ZYGOMYCETES AND ZYGOMYCOSIS
Zygomycosis (mucormycosis) is the term applied to infection with any of a group of zy- gomycetes, the most common of which are Absidia, Rhizopus, and Mucor. These fungi are ubiquitous saprophytes in soil and are commonly found on bread and many other foodstuffs. They occasionally cause disease in persons with diabetes mellitus and in im-munosuppressed patients receiving corticosteroid therapy. Diabetic acidosis has a particu-larly strong association with zygomycosis.
Pulmonary or rhinocerebral disease is acquired by inhalation of conidia. The pul-monary form has clinical findings similar to those of other fungal pneumonias; the rhinocerebral form, however, produces a dramatic clinical syndrome in which agents of zygomycosis show striking invasive capacity. They penetrate the mucosa of the nose, paranasal sinuses, or palate, often resulting in ulcerative lesions. Once beyond the mu-cosa, they progress through tissue, nerves, blood vessels, fascial planes, and often the vi-tal structures at the base of the brain. The clinical syndrome begins with headache and may progress through orbital cellulitis and hemorrhage to cranial nerve palsy, vascular thrombosis, coma, and death in less than 2 weeks.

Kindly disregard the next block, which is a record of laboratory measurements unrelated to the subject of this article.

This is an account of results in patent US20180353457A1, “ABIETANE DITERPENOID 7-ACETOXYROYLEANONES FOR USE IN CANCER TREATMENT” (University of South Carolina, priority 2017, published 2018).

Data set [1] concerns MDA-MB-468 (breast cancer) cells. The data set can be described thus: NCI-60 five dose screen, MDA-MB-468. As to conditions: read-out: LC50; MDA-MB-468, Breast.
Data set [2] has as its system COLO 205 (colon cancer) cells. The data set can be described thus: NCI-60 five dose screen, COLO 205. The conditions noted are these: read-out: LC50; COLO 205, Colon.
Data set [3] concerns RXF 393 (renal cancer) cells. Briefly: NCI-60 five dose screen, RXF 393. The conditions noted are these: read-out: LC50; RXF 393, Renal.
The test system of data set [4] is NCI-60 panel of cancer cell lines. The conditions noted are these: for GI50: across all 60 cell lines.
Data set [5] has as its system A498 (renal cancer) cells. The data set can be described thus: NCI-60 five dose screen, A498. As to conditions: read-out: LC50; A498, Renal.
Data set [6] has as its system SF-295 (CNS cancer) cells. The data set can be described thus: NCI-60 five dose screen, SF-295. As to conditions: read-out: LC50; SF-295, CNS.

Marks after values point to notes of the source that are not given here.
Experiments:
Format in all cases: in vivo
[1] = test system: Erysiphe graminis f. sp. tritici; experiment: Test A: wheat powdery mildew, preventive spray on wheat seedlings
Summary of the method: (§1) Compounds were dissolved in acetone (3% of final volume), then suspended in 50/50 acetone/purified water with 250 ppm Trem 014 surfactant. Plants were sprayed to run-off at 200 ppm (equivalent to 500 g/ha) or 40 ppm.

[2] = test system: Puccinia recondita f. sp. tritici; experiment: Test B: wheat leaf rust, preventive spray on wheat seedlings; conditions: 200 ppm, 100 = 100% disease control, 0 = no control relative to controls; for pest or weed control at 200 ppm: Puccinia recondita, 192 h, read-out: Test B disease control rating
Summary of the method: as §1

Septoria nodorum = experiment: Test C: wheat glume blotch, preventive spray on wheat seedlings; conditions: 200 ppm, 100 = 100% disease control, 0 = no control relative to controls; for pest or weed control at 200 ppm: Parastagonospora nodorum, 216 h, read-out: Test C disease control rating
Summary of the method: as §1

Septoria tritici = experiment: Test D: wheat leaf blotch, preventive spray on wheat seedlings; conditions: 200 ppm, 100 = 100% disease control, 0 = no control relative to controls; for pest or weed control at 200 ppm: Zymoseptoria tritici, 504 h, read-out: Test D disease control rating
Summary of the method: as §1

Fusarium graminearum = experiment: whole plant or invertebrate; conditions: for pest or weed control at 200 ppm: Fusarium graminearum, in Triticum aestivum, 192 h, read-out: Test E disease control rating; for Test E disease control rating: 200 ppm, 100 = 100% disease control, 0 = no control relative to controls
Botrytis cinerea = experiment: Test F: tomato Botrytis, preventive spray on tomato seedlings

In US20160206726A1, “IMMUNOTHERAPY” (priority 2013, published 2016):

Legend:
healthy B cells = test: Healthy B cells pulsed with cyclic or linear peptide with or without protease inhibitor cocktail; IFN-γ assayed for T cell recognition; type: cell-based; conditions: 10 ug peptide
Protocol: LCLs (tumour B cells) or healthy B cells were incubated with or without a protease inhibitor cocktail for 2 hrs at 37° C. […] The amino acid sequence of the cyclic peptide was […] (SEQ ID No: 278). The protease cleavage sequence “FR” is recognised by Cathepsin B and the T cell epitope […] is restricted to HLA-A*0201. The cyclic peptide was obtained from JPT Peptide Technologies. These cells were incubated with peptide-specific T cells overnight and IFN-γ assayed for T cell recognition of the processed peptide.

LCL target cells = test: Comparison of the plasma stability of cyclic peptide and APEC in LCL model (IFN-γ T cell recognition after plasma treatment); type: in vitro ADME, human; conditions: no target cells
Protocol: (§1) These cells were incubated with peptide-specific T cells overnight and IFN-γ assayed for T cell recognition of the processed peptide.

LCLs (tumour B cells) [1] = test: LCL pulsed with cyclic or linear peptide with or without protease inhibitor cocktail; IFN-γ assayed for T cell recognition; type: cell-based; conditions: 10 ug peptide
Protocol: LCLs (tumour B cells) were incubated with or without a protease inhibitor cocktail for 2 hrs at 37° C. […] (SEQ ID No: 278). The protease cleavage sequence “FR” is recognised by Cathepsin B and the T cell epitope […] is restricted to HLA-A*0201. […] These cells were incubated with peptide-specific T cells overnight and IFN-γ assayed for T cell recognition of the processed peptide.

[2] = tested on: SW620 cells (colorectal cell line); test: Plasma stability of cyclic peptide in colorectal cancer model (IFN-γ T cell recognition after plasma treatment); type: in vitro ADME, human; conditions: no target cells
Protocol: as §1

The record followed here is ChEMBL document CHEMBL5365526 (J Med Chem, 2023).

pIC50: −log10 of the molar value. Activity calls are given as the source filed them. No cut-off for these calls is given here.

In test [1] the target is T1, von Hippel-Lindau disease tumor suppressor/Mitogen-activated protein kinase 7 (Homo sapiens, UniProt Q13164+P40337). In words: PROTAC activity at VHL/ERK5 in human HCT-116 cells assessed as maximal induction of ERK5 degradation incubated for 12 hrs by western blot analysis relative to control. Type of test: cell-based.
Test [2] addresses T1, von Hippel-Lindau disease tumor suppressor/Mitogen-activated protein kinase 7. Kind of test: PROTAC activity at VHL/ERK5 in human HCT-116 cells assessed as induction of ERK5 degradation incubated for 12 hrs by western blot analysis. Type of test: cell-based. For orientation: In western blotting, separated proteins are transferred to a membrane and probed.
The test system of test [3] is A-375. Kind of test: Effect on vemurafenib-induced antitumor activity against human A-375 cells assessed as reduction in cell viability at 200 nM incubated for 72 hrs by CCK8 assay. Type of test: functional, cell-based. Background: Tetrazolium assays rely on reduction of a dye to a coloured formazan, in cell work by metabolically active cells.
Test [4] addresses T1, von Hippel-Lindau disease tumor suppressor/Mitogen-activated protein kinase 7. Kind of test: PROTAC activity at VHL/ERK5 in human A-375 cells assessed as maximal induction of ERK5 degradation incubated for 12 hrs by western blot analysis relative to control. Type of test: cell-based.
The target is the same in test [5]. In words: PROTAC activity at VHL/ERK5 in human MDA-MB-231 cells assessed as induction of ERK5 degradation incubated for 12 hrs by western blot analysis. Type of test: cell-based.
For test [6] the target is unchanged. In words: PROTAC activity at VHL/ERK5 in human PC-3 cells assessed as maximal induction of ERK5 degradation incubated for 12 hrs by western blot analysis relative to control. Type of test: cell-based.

The pathologic cerebral and pulmonary findings are distinctive: the zygomycetes in-volved all show ribbon-like nonseptate hyphae in tissue which are so large their branch points can be difficult to visualize. Conidia are not seen. As with Aspergillus, tissue biop-sies are necessary to demonstrate the invasive hyphae, unless they can be seen on scrap-ings from palatal or nasal ulcers. For reasons that are obscure, cultures are sometimes negative, even those from tissue containing characteristic hyphae. Therapy involves con-trol of underlying disease, amphotericin B, and occasionally surgery.
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